- Go to a cool place like the shopping mall, the movies, the library, or a senior center.
- Slow down. Plan outdoor activities before noon or in the evening.
- Stay indoors as much as possible. If air conditioning is not being used, stay on the lowest floor. Keep shades down and blinds closed, but windows slightly open. If safe, leave windows open at night.
- Electric fans do not cool the air, but they do create a breeze, which cools your body.
- Take cool baths or showers.
- Place a damp towel around your shoulders to reduce body heat.
- Wear lightweight, loose-fitting, light-colored clothing and a wide brimmed hat. Use sunscreen with a SPF of at least 15.
- Air out hot cars before getting into them.
- Drink more fluids than usual even if you do not feel thirsty. Water is the safest liquid to drink during heat emergencies. Avoid drinks with alcohol or caffeine; they increase the heat's effects on your body.
- Eat small meals and eat more often. Avoid foods that are high in protein, which increases metabolic heat.
- Avoid using salt tablets unless directed to do so by a physician.
- If you take diuretics, ask your physician about a lower dosage during hot weather.
Air Conditioned Public Sites
During the summer, the following are publicly available air conditioned sites. Spending at least two hours per day in air conditioning limits the risk of heat related illness. Click here for an up-to-date list of Cooling Centers.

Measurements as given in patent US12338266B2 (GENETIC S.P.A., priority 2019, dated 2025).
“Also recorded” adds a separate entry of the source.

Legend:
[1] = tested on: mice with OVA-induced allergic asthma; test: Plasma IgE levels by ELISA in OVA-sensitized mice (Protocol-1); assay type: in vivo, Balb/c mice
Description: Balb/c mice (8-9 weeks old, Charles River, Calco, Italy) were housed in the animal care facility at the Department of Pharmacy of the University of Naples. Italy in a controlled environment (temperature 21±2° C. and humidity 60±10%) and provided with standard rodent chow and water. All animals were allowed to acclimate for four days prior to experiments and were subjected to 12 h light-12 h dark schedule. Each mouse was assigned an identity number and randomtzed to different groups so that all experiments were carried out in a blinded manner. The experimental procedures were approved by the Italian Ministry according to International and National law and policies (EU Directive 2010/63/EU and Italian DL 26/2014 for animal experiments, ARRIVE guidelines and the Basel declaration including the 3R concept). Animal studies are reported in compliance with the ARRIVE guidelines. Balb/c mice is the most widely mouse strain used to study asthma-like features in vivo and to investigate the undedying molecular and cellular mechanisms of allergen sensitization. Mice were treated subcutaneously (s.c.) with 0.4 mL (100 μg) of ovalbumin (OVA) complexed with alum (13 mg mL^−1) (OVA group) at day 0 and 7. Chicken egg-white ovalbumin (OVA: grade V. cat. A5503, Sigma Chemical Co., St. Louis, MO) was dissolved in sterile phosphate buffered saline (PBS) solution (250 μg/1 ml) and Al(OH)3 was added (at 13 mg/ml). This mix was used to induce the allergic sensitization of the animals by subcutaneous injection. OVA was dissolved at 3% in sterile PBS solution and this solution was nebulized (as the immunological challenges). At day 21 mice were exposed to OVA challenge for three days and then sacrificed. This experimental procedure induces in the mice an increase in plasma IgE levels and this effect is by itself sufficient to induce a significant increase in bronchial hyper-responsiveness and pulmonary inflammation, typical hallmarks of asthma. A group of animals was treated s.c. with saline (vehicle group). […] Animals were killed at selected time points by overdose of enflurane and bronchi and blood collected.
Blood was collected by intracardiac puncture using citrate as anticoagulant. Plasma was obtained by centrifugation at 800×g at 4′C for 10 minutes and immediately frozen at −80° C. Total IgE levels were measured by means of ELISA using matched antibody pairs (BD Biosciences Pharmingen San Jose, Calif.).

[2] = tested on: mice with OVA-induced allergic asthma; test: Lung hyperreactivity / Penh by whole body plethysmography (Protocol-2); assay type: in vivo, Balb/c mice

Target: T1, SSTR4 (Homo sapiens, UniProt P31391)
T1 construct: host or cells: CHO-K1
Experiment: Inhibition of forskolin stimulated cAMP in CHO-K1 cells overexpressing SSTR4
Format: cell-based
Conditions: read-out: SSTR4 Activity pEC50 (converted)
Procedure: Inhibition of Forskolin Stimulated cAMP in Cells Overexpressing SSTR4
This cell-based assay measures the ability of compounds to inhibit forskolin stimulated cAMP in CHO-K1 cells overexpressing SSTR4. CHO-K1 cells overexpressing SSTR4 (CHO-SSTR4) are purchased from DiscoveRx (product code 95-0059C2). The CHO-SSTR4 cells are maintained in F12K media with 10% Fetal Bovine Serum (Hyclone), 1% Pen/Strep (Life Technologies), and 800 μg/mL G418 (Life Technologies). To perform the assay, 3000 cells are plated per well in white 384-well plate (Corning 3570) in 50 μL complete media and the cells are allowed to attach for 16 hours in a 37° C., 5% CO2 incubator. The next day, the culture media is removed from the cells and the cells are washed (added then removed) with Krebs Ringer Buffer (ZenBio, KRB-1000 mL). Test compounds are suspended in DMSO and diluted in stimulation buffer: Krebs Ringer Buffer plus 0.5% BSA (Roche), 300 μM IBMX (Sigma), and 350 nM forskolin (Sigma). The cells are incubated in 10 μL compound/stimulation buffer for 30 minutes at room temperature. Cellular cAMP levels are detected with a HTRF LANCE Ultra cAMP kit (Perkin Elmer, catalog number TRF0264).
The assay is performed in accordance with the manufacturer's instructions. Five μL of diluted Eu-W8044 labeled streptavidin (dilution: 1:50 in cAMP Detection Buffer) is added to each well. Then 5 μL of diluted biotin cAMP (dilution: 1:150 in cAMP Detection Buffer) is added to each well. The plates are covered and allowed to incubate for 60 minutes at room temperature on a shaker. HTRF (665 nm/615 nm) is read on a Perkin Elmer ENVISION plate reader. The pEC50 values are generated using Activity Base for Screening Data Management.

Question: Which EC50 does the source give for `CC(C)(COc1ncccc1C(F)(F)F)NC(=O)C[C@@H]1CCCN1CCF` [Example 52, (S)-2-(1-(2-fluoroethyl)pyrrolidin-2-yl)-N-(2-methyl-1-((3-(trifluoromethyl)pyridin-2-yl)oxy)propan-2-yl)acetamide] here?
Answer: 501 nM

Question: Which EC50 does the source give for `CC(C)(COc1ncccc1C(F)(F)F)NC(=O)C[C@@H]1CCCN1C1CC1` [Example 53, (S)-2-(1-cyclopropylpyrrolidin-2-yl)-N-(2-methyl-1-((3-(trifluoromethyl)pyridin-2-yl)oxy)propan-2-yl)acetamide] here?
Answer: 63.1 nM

Warning Signs of Heat Problems
For more information phone 415-457-INFO (4636).
When body fluids are lost though heavy sweating, blood flow to vital organs is reduced. This results in a mild form of shock. If not treated, the victim may suffer heat stroke.
- Cool, moist, pale or flushed skin
- Heavy sweating
- Nausea or vomiting
Get the person to a cooler place. Remove or loosen tight clothing and apply cool, wet cloths and ice packs. If the person is conscious, give cool water to drink. Make sure the person drinks slowly. Give a half glass of cool water every 15 minutes.
Heat stroke is life-threatening. The victim's temperature control system, which produces sweat to cool the body, stops working. The body temperature can rise so high that brain damage and death may occur.
- Hot, red skin
- Rapid, weak pulse
- Little or no sweating
- Rapid, shallow breathing
- Changes in consciousness
- High body temperature
Call 911 or a doctor. Move the person to a cooler place. Quickly cool the body. Immerse victim in a cool bath, or wrap wet sheets around the body and fan it. Use ice packs. Watch for signals of breathing problems. Keep the person lying down and continue to cool the body. If the victim refuses water or is vomiting, or there are changes in the level of consciousness, do not give anything to eat or drink.